Saturday, September 20, 2014

Smoke and Dreams

Everything smelled like smoke and ashes yesterday. I assume someone was burning a field somewhere, although I couldn't actually see any smoke from my yard. It smelled so heavy it seemed like we should've been able to see it. It felt like little ash particles actually in my nostrils.

I fell asleep with my nose and throat burning. I am surprised I didn't dream of fire. I was thinking of fire. I was having horror fantasies that wouldn't stop about the fire, wherever it was, spreading to here.

Instead, I dreamed that NFL players were using hashtags to sneak cats into my house to harm my kids.

I had to go to twitter, limit my feed to football players only, then slowly scroll through watching for hashtags. When I found one that looked dangerous, I'd click it, and scroll through that feed, watching for NFL players who had shared photos of cats. I had to examine every photo carefully, because the cat might hide behind someone's legs or even in an image on a kid's clothes.

When I found an NFL hashtagged cat, I had to delete it, then go back to the main feed and start over, with thousands of new tweets posted since.

Friday, September 19, 2014

Herded Like Cattle

Weird dumb creepy uncomfortable dream.

I was at school, moving through the hallway. Everyone was moving through the hallway. It was a tight, uncomfortable press and I couldn't even control my movements. Couldn't speed up, slow down, or turn around if I wanted to. Everyone was going to the cafeteria on the bottom floor, and I was going too, like it or not.

I didn't like it. The stairs, which wound in a squared-off spiral, were too steep. People were moving too fast. There was constant physical contact with people I didn't know by name, Not that I could've seen them to identify them. Nothing to be seen but a rush of color and press of anonymous bodies and movement.

Someone shouted my name,and everyone stopped moving, turned to focus on me. A path cleared and some guy I didn't know, but who apparently at least knew my name, rushed through.

"I'm pretty sure this is yours."

He had a Rubbermaid sort of lunchbox that made me think of a cross between Bento and industrial. It wasn't mine.


He opened the lid to show me the contents. In snug, side-by-side trays, there were carrots, some sort of dip, Pokemon cracker (I didn't know those existed), the tiniest tomatoes I'd ever seen, and tiny slices of cheese cut into shapes.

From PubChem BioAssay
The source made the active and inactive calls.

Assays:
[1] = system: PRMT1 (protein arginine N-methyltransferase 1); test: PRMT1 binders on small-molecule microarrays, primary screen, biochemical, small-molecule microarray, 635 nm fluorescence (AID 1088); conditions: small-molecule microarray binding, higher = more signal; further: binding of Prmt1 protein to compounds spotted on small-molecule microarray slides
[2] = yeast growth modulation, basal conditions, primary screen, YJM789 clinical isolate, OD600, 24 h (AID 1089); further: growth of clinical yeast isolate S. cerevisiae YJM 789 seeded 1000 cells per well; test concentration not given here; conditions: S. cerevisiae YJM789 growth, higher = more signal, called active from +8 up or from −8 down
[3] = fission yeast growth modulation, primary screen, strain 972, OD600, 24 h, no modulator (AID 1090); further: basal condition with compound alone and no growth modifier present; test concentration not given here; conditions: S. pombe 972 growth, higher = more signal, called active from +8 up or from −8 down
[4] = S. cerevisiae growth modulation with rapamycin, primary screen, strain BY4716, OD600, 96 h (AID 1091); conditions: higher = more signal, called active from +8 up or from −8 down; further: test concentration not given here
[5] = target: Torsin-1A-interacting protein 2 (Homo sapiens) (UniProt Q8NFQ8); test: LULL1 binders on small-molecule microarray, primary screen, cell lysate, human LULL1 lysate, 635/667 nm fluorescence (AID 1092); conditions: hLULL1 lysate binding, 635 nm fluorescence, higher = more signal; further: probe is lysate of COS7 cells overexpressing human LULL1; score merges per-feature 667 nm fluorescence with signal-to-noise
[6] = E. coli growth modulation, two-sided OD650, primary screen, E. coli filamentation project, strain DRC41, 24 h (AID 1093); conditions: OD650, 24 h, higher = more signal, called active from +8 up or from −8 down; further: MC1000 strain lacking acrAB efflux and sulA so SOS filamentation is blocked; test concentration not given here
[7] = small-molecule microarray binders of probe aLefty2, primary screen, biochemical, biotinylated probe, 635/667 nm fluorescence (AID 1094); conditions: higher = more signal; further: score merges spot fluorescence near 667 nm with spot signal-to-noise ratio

I said, "No, it isn't mine."

"It looks like it might be yours, though. I think it is."

I took the box and held it up and turned it in my hands. Each side had neatly printed legends, like, "I really lie Pokemon!" and "Lunch is my favorite class."

One side said, 'This lunch box belongs to:' and under it, written in blue marker, was my brother's name.

"This is Corbin's." I said. "See? His name is on it."

The guy just stared blankly, like I accidentally said 'name' in a foreign language.

"See?" I pointed again. "Corbin."

"I think it might be yours. Somebody told me it looked like yours."

I glanced around, and every face I saw looked as confused as his. This live performance was starting to be dull, now that the weird girl wasn't making sense. People started to shuffle toward te cafeteria again.

Then I spotted Corbin, and I called out his name. I said, "I think I've got your lunch box!"

He called back, "What's in it?"

I said, "Vegetables and stuff, but it's got your name on it."

"But what's in it?"

The press of people began to move me again, and I struggled to turn my body back to face the way I was going. Somehow, I managed to hold back just a little, and people jostled and crowded past until the hall was empty. I could see over the last landing's banister into the cafeteria, and watched people swarm like bugs up to the counter, then away.

I went around the last corner, and there were no more stairs. There was still a full story of distance between me and the cafeteria floor, but the stairs ended, with a jagged, ripped-off carpet hanging loosely from the last landing like it had once partially covered the last flight of stairs.

How was I to get down?